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Marchia Oram Vs. Executive Officer, Notified Area Council - Court Judgment

LegalCrystal Citation
SubjectCriminal
CourtOrissa High Court
Decided On
Case NumberCriminal Ref. No. 75 of 1965
Judge
Reported inAIR1967Ori97; 33(1967)CLT350; 1967CriLJ905
ActsOrissa Municipal Act, 1950 - Sections 347
AppellantMarchia Oram
RespondentExecutive Officer, Notified Area Council
Appellant AdvocateGovt. Adv.
Respondent AdvocateR.C. Misra and ;A.K. Padhi, Advs.
DispositionReference partly accepted
Cases ReferredAmir Hasan Khan v. Emperor
Excerpt:
.....v md. makubur rahman, 1993 (2) glr 430 and new india assurance co. ltd. v smt rita devi, 1997(2) glt 406, approved. new india assurance co. ltd. v birendra mohan de, 1995 (2) gau lt 218 (db) and union of india v smt gita banik, 1996 (2) glt 246, are not good law]. - in regard to this point is that- at any rate, in order to bring home the charge to the accused, it must be clearly put to him on the evidence of the prosecution whether the accused is a direct or indirect owner of the building in question as on that much depends for application of section 385-a. the proviso to section 347 lays down that- failure to take out a licence or obtain permission under this act shall, for the purposes of this section, be deemed a continuing offence until the expiration of the period, if any, for..........the conclusion that-'the amin's report 18-12-1963 exhibited as ext. 1 does not disclose as to the date or period of commission of the offence from the prosecution report to acquire competency and jurisdiction. it is therefore difficult to say from which date the period of three months should be computed.' this finding is just contrary to the aforesaid material evidence on the record and as such it is not sustainable in jaw. 6. likewise the 2nd point also is based on misapprehension. the finding given by the learned a. d. m. in regard to this point is that-'at any rate, in order to bring home the charge to the accused, it must be clearly put to him on the evidence of the prosecution whether the accused is a direct or indirect owner of the building in question as on that much depends for.....
Judgment:
ORDER

K. Ahmad, C.J.

1. This is a reference made under Section 438 Cr. P. C. by Shri S. K. Mohanty, A. D. M. (J), Samhalpur. It is directed against an order dated 23-6-1965 passed by the Magistrate 1st Class, Panposh. whereunder the accused Marchia Oram has been convicted under Section 385-A of the Orissa Municipal Act arid sentenced to pay a fine of Rs. 40/- in default, to undergo S. I. for 10 days and further to pay a daily fine of Rs. 0.50 paise from the date of the order till the petitioner obtains permission or demolishes the house.

2. This order of conviction is based on the allegation made on 13-12-1963 in the report of the Amin to the Executive Officer, Notified Area Council. Rourkela and on his evidence given by him at the trial court as P. W, 1 to the effect that the accused had been constructing a pucca house consisting of 5 rooms on a plot No. 459 in village Durga-pur without obtaining permission from the Municipality. This allegation by the trial court was found true.

3. In Revision the validity of the order was very much challenged by the accused. The learned A D. M. (J) has allowed the revision application and has referred the case to this Court on 3 points.

(1) Any prosecution under the Municipal Act is competent provided the same is filed within the prescribed time;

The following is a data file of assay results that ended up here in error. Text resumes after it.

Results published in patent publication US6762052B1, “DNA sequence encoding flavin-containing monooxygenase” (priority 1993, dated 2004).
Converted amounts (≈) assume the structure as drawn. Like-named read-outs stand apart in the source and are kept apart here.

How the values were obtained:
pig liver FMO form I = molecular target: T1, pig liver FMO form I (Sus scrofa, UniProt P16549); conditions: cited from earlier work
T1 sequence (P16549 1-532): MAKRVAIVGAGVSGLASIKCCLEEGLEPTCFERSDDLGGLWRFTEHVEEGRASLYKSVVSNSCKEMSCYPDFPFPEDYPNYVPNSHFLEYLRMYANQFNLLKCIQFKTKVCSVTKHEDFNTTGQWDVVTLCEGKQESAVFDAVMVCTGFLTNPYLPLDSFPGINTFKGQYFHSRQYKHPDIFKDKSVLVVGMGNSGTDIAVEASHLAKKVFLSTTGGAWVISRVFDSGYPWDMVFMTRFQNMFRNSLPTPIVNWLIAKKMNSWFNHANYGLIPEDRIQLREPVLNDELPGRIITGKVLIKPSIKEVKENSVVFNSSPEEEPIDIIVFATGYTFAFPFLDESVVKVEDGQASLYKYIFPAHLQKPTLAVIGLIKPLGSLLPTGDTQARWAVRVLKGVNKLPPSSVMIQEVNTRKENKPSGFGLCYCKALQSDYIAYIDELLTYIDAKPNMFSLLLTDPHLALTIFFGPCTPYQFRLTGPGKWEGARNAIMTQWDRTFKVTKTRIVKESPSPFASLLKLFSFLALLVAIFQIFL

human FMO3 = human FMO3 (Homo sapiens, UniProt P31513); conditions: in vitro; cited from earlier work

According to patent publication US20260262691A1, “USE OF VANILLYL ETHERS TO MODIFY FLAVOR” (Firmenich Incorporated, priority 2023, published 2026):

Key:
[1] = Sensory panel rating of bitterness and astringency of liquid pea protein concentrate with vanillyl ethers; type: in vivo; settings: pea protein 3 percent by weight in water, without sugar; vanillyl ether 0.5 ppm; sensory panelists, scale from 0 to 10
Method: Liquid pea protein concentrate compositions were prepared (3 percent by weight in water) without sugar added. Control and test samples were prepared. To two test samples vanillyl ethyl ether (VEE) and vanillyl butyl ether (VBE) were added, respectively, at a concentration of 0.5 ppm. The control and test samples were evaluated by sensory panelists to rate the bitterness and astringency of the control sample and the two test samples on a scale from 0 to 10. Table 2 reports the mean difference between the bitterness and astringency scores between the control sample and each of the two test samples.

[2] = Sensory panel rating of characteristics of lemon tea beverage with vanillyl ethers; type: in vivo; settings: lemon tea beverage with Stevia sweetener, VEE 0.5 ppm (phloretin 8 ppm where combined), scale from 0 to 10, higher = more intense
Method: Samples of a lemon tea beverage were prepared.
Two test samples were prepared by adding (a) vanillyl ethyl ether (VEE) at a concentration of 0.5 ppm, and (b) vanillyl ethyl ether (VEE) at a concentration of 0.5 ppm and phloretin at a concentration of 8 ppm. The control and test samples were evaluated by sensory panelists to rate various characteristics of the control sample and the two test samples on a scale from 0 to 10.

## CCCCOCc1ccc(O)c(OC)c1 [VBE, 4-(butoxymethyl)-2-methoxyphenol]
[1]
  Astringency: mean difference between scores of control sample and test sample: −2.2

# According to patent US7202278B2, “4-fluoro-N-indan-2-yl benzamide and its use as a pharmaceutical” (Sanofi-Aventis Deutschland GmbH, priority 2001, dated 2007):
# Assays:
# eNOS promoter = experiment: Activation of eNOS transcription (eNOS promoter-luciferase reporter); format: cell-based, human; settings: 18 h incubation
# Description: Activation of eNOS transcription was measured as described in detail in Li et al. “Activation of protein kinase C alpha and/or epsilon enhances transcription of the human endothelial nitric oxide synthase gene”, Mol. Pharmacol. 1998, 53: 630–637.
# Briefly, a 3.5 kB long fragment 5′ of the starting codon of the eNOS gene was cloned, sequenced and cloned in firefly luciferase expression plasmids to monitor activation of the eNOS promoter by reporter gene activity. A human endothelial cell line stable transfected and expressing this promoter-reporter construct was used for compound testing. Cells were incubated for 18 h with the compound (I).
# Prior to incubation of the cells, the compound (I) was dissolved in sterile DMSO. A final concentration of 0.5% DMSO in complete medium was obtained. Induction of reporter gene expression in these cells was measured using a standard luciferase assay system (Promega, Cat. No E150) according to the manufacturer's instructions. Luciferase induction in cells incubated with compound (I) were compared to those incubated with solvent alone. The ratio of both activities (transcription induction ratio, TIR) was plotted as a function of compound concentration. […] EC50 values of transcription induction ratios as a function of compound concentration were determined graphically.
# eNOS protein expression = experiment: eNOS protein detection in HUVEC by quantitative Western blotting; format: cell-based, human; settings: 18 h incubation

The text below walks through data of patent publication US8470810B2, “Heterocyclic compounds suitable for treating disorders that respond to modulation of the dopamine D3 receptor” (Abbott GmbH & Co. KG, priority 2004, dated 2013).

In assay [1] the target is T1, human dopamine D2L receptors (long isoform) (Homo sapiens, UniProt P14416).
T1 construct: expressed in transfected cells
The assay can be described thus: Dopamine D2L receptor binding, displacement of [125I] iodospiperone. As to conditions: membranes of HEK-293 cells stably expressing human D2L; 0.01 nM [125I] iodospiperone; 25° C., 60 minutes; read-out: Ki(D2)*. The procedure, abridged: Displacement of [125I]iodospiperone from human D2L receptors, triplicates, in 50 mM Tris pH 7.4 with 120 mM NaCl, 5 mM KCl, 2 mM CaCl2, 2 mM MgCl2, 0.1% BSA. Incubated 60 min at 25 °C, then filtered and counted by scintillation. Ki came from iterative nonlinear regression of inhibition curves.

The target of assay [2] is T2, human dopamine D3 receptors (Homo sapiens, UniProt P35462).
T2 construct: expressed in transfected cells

(2) In order that Section 385-A of the Orissa Municipal Act is attracted, there should be clear finding of the court that the accused is established to be the owner of the building which may also include the land; and

(3) The imposition of daily fine for each day can be sustained for the period during which the offence is proved to have continued after the 1st day, though in the instant case, there is no proof nor any finding as to the offence continuing from day to day beyond 23-6-1965 on which the daily fine has been imposed.

4. The first two points on the facts of this case are wholly misconceived.

5. The law relating to limitation for starting a prosecution under the Municipal Act is provided in its Section 347. This section inter alia provides that-

'Save as otherwise expressly provided in this Act, no person shall be tried for any offence against the provisions of this Act, or of any rule, regulation or by-law made under it, unless a complaint is made by the police or the Executive Officer of a municipal council, or by a person expressly authorised in this behalf by the municipal council or its Executive Officer, within three months of the commission of the offence.'

Obviously therefore the trial for any of the offences specified in this section is illegal, if the complaint is not made within 3 months of the commission of the offence. To this extent the learned A. D. M. is right and this is also true that the onus to prove the date of the commission of the offence is on the prosecution. But in the present case both the requirements of law as contended by Mr. Misra appearing for the Municipality are said to have been fully complied with. The petition of complaint in the present case was written on a printed form, and therein there is a specific column provided with the heading 'Place and time of occurrence'. As against this column there is a clear entry made 'Durgapur 13-12-1963'. Further there is also the positive evidence given by P. W. 1 to the effect that 'the accused constructed a house on 13-12-1963 in village Durgapur'. Therefore there was no controversy raised in the trial court as to the commission made by the prosecution in disclosing the date of the commission of the offence. Despite all the facts and circumstances the learned A. D. M. has--I fall to understand how--erroneously come to the conclusion that-